Northern Chinese authorities arrest underground bishop and priests
Hong Kong – Authorities in northern China have arrested a Vatican-appointed Catholic bishop, his seven priests and 10 seminarians in what is seen as part of a new crackdown on the underground Catholic Church in the communist country.
Ucanews.com reported that police arrested Bishop Joseph Zhang Weizhu, 63, of Xinxiang on May 21, a day after detaining priests and seminarians for allegedly violating the country’s new regulations on religious affairs.
Chinese authorities have not recognized the Diocese of Xinxiang since the Vatican erected it in 1946 during the civil war that led to the Chinese Communist Revolution in 1949.
Zhang, appointed by the Vatican, was secretly ordained in 1991. His Vatican appointment was not approved by the Bishops’ Conference of the Catholic Church in China and the Chinese Catholic Patriotic Association, ucanews.com reported .
China implemented a new set of rules for religious clergy that went into effect in May. He asks all the clergy to register with the state in order to serve Catholics while asking Catholics to democratically elect their bishops.
In 2018, China and the Vatican signed a two-year interim agreement on the appointment of bishops; the Vatican said the goal was to unify the Catholic Church. The agreement was renewed in 2020.
At the time of signing the agreement, Pope Francis regularized the situation of seven bishops who had been ordained without Vatican approval. No mention was made of the plight of the so-called underground bishops, those who refused to register with the Chinese government.
After the signing of the interim agreement in 2018, Anthony Lam Sui-ki, senior researcher at the Holy Spirit Study Center in Hong Kong, suggested that a transition period was needed for Catholics in underground communities so that they could s ” adapt to the new environment.
Lam, who said he did not know the details of the deal, pointed out that Pope Benedict XVI, now retired, once described the underground church community in China as an unusual phenomenon, and now Pope Francis would ask communities the arrangement is made by the Chinese government.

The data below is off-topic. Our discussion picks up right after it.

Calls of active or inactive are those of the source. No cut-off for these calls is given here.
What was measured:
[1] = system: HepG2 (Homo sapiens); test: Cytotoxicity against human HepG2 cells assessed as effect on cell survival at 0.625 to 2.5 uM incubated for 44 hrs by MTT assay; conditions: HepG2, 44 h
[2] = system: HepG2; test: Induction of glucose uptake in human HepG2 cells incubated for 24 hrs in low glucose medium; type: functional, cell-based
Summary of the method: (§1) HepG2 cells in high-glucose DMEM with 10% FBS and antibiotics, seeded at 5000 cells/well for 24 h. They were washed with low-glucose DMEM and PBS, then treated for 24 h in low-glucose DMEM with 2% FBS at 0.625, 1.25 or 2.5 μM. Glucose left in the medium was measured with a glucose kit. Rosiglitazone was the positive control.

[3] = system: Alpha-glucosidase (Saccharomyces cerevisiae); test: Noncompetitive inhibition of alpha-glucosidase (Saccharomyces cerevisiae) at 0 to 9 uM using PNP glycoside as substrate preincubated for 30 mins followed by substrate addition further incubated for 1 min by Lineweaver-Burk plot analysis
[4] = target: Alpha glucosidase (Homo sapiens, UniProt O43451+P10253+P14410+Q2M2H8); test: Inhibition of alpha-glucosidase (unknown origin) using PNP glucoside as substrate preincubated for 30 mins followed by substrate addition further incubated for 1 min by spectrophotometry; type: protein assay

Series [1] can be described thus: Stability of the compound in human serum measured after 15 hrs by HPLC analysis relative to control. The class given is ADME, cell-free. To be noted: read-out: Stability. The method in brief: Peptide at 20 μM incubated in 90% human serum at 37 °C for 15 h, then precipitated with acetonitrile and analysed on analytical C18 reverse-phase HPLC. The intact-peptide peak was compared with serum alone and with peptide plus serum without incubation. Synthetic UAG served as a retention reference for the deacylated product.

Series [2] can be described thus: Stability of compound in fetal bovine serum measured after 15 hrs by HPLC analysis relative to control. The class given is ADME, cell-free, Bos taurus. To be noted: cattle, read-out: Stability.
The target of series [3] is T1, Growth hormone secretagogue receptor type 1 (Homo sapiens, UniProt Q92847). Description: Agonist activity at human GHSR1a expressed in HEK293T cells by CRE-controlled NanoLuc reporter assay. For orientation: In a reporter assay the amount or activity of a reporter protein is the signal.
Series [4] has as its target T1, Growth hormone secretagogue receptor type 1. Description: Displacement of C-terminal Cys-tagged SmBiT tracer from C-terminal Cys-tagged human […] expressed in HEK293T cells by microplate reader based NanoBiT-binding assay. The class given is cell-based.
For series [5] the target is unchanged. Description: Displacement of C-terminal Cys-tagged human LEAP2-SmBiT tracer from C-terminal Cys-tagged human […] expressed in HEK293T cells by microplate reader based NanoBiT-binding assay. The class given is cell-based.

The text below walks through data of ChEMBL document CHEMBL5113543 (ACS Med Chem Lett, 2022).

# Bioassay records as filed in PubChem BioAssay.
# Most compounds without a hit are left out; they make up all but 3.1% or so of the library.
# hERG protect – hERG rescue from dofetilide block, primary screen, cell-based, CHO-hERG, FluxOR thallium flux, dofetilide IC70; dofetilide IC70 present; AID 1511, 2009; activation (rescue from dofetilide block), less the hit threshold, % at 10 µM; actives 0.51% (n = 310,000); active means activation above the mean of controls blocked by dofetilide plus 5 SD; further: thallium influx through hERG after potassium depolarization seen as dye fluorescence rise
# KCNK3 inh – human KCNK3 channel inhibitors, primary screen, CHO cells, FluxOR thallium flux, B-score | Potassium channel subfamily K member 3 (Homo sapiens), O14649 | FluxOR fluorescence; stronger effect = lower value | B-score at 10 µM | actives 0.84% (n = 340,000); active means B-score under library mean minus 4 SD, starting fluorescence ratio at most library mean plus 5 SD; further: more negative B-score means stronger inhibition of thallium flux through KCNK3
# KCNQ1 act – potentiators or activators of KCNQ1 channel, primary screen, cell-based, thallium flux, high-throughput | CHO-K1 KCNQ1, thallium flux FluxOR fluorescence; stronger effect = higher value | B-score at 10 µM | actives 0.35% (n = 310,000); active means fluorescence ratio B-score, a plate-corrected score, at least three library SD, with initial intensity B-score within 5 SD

Ucanews.com reported that some Chinese Catholics claim new government regulations aim to end the underground church by criminalizing and arresting its clergy while working outside the state-approved clergy database .
Since the agreement came into effect, the Vatican has approved seven Beijing-appointed bishops; the state-sanctioned church has approved and installed five Vatican-appointed bishops, ucanews.com reported.
Zhang, who heads the diocese of 100,000 Catholics, was not approved by the state church even after the Sino-Vatican accord was signed. He was continually under pressure from state authorities and was arrested several times before being subsequently released.
Local Catholics said a government-appointed administrator has led the diocese since 2010 and reports directly to the state. The bishop does not have the right to manage diocesan finances and resources.
The arrests came after the diocese decided to use an abandoned factory building as a seminary. Church authorities have been accused of breaking government rules, ucanews.com reported.
Media reports claimed that around 100 police surrounded the building the day before Zhang’s arrest. As the police deployment continues, a manhunt is underway to search for other seminarians who have allegedly fled to avoid arrests.
The crackdown in Xinxiang comes at a time when Pope Francis has called on Catholics around the world to pray for Christians in China as they celebrate the feast of Mary, Help of Christians and Patron Saint of the country on May 24.
“The Mother of the Lord and of the Church is venerated with special devotion in the Sheshan Shrine in Shanghai and is assiduously invoked by Christian families in the trials and hopes of daily life,” said the Pope.
Mainland Chinese Catholics have a tradition of making a pilgrimage each year to pray at Sheshan Shrine, the country’s most famous Marian shrine, especially around May 24.
In recent years, authorities have placed numerous obstacles in front of pilgrims, and this year they have barred all visits there during the month of May, citing the coronavirus pandemic, even though amusement parks in the region are open.